Crystal Theodore taught students to recognize the passion, genius and individuality of artists
By Judith Burkholder Espinoza ('65)
Originally published in Spring 2003, this is just one of many stories from Madison magazine's award-winning Professors You Love series, written by JMU students and alumni, about the professors that have made the most impact on their lives — then, and now.
Crystal Theodore, professor emerita of art, served on the JMU faculty for 26 years
I had art professor Crystal Theodore for various art classes on my way to my B.A. in art education. But I remember best her class on art history. I admired her vivacity, the intelligent and articulate way she spoke about everything that interested her. I expected her to show her bias as she presented each new period, phase, style, change in the world of art. That never happened, because she was passionate about all of it.
As we studied each movement and variation, Dr. Theodore made the environment where the art was created come alive. The materials that were used were often interesting. But the most fascinating thing was the way she could look at a work of art and know who created it and when, how other artists had influenced that work, and how that work became a stepping stone to the next period of art. It was a revelation to me that an artist's work so identifies him or her. Dr. Theodore had a gift for describing the style of the artist that left you with a sense of wonder, beauty and awe at the creative process itself.
She seemed to truly love and understand and personally know every artist of any note who ever lived. I well remember the standing assignment that led up to each test in art history class. There was a set of 30 or more photographs of art from the period we were studying. We knew that on the test there would be a section where we would have to identify the name of the artist and the name of the art piece as she held up photographs, flash card style or with an overhead projector. We pored over that stack again and again before the test, sometimes alone and sometimes in groups. Always it seemed like an impossible task, yet always it could be done.
Dr. Theodore was instrumental in getting the Kappa Pi organization started at JMU. We were a small group of art students, and somehow she convinced me to be president one year. I had never led such a group and I am sure my leadership left a lot to be desired. But that experience added much to my sense of who I was and of what I was capable.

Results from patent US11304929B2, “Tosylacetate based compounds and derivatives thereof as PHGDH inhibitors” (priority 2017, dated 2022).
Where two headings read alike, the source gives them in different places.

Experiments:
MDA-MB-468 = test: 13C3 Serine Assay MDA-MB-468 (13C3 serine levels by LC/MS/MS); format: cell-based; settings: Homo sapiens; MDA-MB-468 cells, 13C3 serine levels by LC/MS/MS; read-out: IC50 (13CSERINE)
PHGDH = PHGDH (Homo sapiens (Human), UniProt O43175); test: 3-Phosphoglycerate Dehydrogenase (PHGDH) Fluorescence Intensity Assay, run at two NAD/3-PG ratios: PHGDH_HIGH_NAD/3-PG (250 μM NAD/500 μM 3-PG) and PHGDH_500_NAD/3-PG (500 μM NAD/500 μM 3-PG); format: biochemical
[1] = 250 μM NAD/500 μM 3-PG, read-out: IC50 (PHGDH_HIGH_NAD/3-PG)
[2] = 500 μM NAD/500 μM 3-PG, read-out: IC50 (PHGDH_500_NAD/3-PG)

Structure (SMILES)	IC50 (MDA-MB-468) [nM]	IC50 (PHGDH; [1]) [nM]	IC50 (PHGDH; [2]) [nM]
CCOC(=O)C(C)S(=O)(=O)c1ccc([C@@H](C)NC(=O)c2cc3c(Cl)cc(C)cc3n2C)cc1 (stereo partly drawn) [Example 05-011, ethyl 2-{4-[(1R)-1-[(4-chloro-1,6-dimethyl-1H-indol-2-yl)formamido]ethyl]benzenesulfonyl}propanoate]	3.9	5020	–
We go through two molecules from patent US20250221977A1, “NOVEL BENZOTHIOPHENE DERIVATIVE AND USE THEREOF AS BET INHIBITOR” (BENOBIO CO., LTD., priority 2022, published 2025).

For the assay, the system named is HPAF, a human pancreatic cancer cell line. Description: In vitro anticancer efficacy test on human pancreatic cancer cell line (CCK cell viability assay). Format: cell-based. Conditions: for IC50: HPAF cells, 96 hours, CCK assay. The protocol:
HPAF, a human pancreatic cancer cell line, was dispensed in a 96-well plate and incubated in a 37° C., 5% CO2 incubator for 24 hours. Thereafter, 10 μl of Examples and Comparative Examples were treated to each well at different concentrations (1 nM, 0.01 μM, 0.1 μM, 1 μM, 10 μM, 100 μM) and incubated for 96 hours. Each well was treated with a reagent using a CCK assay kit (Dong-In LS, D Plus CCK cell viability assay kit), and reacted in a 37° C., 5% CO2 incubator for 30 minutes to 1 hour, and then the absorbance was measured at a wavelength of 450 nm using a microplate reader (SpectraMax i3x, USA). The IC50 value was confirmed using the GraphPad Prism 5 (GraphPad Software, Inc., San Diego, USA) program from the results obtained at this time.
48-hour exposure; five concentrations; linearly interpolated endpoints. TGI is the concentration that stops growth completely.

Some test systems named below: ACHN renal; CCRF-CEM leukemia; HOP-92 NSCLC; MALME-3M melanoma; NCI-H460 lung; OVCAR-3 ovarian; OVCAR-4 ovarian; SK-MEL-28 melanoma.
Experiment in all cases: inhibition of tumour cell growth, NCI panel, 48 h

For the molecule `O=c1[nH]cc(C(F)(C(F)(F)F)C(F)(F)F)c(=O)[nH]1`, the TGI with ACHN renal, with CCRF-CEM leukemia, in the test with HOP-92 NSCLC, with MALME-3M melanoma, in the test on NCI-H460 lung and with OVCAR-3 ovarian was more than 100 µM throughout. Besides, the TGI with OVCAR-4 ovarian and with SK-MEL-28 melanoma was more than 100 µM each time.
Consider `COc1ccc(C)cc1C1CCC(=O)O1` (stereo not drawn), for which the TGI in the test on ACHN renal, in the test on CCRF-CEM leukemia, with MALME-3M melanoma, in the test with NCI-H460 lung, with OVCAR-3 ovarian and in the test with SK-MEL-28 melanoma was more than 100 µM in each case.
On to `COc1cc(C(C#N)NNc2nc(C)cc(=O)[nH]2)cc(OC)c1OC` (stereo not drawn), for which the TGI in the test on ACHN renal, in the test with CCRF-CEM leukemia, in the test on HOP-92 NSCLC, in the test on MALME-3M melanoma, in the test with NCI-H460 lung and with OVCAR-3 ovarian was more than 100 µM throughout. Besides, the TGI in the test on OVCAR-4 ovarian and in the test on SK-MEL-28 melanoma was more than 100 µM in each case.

Dr. Theodore did not hesitate to express her opinions about the politics of the day. I was in her art history class the day President John Kennedy was shot. When we got the word of his assassination, she disbanded the class immediately, and we all fled in search of a television. I know she continues to engage others in political debate because someone recently sent me a copy of a letter to the editor written by her. She was also instrumental in establishing OASIS, an art gallery in Harrisonburg. Retirement from teaching did not mean retirement from life and action for Dr. Theodore.
I left JMU inspired by Dr. Theodore to be the best art teacher I could be. I was excited to pass along to secondary school students what I had learned. Only then, as I struggled to keep their attention for more than five minutes, did I realize the artistry of Dr. Theodore's lectures and the masterful way she taught us. In the last 20 years I have lived in the Washington, D.C., metro area. Though I have worked in the computer field, my husband and I have taken every opportunity to visit the wonderful art exhibitions that arrive at its world famous art museums. I often think of Dr. Theodore as I experience time and again the passion and genius of the artist, and I am inspired to go home to my own canvas, my own work of art in progress.
Judith B. Espinoza ('65)
About the professor
Crystal Theodore, professor emerita of art, served on the JMU faculty for 26 years, was head of the art department for many years and retired in 1983. At 85, she is actively devoted to promoting the arts in and around Harrisonburg. During World War II, Theodore served as a Marine Corps intelligence officer. She was in charge of the commandant's top-secret Situation Room, which contained wall-size maps showing the daily positions of various South Pacific battle lines and locations of Marine Corps units.
About the author
Judith B. Espinoza ('65) has worked as a computer an-alyst in the Washington-metro area for 22 years. She lives in Springfield with her husband, who will retire from pastoral ministry in June. She enjoys oil painting, tennis, writing, piano and singing. Espinoza has two grown children, both alumni, Michele V. Espinoza ('90) and Samuel Joshua Espinoza ('95).